Although we all know what the Autism Spectrum Disorder is, it is still very difficult to deal with these cases both for families and, within school contexts, for teachers or educators. Here I expose some of the main characteristics that children suffering from this disorder present, and I hope it serves to bring a little closer what autism means both for those who suffer from it and for those who live with it.
Since I started my project in the kindergarten, one child caught my attention above all others. He was a bit disobedient. At nap time, he was often unable to calm down and a teacher had to come over. He had a drawer with his own toys that the rest of the children were not allowed to use, and above all he got very angry if something happened against the rules. He was not able to adapt to changes and was not very flexible if a new situation or an unexpected event took place in the kindergarten. In addition, he had difficulties with language and was not able to articulate and communicate like other children his age.
Everything made sense for me when my colleagues told me that this child had a psychological disorder known as Autism Spectrum Disorder (ASD). This disorder is characterized by alterations in the social, language and communication, and thinking and behavioral domains. It is important to highlight that autism is a continuum that includes a great variability, each person with ASD and its evolution is different. There are symptoms that are more stable across all ages and grades, but no two cases of autism are the same. Furthermore, autism is independent of culture, country, or socio-economic status.
Some of the early signs observable around 12 months of age in cases of autism are:
- Decreased use of eye contact (with social intention).
- Absence of orientation responses when hearing his name.
- Absence of pointing behaviour.
- Absence of object display behaviour.
Regarding communication, children with some degree of autism usually present difficulties to acquire spoken language, and once acquired, alterations in prosody (melody, rhythm, or intonation of spoken language). Besides, there is a decrease in "social talk" and difficulty to maintain a reciprocal conversation. It is important to point out as a characteristic of this disorder the literality in the comprehension of language, which can generate complicated social situations, since there is a tendency to misinterpret the message received. People with autism interpret in a literal way everything that is said to them, so they are not able to understand ironies or certain jokes that for someone who does not suffer the disorder would be easy to understand in a social situation.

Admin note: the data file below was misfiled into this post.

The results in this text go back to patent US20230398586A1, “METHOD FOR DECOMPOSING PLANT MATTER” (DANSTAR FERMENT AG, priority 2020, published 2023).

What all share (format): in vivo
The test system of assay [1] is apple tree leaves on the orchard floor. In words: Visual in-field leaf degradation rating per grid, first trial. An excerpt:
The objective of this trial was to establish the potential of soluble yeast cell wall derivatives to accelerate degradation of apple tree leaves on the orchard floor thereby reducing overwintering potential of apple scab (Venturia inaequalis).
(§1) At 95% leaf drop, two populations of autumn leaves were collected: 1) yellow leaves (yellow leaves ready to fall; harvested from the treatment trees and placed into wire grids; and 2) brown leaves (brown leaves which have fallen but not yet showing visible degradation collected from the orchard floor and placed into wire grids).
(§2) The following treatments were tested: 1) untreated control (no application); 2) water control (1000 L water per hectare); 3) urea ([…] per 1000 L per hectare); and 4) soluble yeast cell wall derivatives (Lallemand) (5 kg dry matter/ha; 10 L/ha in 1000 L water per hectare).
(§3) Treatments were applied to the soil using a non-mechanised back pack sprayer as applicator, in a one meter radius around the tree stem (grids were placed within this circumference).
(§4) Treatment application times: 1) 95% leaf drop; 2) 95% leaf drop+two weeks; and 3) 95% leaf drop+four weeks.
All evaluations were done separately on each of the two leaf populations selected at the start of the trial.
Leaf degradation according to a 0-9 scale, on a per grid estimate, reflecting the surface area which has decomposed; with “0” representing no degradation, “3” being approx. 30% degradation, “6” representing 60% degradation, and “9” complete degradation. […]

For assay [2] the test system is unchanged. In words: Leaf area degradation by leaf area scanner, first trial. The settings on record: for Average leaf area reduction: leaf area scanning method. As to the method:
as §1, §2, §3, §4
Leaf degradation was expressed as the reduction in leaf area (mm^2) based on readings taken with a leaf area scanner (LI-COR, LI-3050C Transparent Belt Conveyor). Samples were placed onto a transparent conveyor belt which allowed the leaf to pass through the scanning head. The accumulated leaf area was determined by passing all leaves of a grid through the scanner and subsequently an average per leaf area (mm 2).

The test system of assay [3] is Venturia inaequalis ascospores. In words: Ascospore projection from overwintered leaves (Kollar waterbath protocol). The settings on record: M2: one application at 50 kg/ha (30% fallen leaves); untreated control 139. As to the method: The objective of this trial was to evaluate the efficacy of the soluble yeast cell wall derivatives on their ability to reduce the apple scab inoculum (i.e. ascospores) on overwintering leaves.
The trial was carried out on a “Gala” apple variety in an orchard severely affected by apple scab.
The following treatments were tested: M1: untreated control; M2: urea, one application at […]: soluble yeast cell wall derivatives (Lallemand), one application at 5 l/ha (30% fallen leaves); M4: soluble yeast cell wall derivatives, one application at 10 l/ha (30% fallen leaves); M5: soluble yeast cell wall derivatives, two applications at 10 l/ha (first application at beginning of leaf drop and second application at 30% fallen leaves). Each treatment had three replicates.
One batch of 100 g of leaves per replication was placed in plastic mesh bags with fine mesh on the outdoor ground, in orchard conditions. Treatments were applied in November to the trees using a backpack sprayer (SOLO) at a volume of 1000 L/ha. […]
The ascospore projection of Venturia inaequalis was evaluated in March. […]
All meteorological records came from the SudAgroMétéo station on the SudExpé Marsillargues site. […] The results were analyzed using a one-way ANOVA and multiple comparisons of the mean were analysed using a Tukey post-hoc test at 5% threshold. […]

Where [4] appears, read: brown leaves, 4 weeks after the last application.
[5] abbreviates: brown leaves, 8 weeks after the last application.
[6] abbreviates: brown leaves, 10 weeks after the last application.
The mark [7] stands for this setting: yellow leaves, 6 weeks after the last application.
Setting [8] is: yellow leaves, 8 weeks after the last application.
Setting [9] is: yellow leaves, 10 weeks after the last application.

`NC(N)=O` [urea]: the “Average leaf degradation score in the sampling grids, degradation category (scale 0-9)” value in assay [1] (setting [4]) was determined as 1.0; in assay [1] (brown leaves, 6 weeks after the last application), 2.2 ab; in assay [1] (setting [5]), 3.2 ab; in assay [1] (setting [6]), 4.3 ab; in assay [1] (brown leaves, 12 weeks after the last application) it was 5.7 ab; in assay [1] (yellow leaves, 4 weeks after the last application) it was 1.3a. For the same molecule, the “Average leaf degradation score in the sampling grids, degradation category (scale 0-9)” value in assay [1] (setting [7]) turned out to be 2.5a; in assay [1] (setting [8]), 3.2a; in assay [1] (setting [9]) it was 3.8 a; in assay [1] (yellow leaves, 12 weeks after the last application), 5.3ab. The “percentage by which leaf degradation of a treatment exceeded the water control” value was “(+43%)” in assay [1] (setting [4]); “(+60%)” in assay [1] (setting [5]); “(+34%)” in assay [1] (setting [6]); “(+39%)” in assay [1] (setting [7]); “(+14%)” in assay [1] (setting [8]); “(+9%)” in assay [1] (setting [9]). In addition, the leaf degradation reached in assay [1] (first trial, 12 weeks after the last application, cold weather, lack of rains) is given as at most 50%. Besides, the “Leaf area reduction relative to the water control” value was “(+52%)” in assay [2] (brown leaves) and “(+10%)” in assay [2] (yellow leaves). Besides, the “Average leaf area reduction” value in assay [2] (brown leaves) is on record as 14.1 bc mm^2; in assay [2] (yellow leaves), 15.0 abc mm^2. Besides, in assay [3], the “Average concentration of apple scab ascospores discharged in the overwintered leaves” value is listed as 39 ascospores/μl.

In cases of autism, it is necessary a routine that can be followed, and the changes that arise in it can alter the person, giving rise to disruptive behaviours or resistance to these changes. For them, adapting to unexpected events is especially difficult. Attachment to favourite objects and repetitive patterns of rigid and limited play are common, as is the absence of symbolic play. Thus, at ages when this type of play starts to appear, in which children interact to simulate situations, objects or characters that are not present, children with autism would not participate or show any interest.
In the affective domain, they can be sometimes cold or distant, and reluctant to show affection. It is important to be aware that when a child with autism cries, he does not do it to call attention, but his affectivity can be uncontrolled and irrational in some situations, jumping from one emotional state to another without an apparent reason or in a disproportionate way. It is also particularly difficult for them to understand the emotions of others, especially if they are not clear or intense. It is believed that these affective disturbances may be due to their difficulties in understanding, cognition and social expression.
It is common for them to show hyperactivity responses to certain environmental stimuli, and the opposite to others. For example, they tend to be more sensitive to noises or lights, perceiving them more intensely, which can make them react in a way that is incomprehensible to someone outside the autistic spectrum.
In ASD cases, it is important that we provide discipline with a coherent structure, as well as early intervention involving the family to minimize tantrums, encourage social interaction and speech therapy.
Finally, I would like to add that in terms of the treatment of ASD, programmes are increasingly being developed that seek their integration in school and areas where they can develop with the rest of the children, instead of using more artificial methods that isolate and separate them from the rest, making it difficult for them to integrate into society in the future. It is important to provide school support to the child in the areas where they need it, as well as to teachers and parents, so that they can learn how to deal with behavioural problems.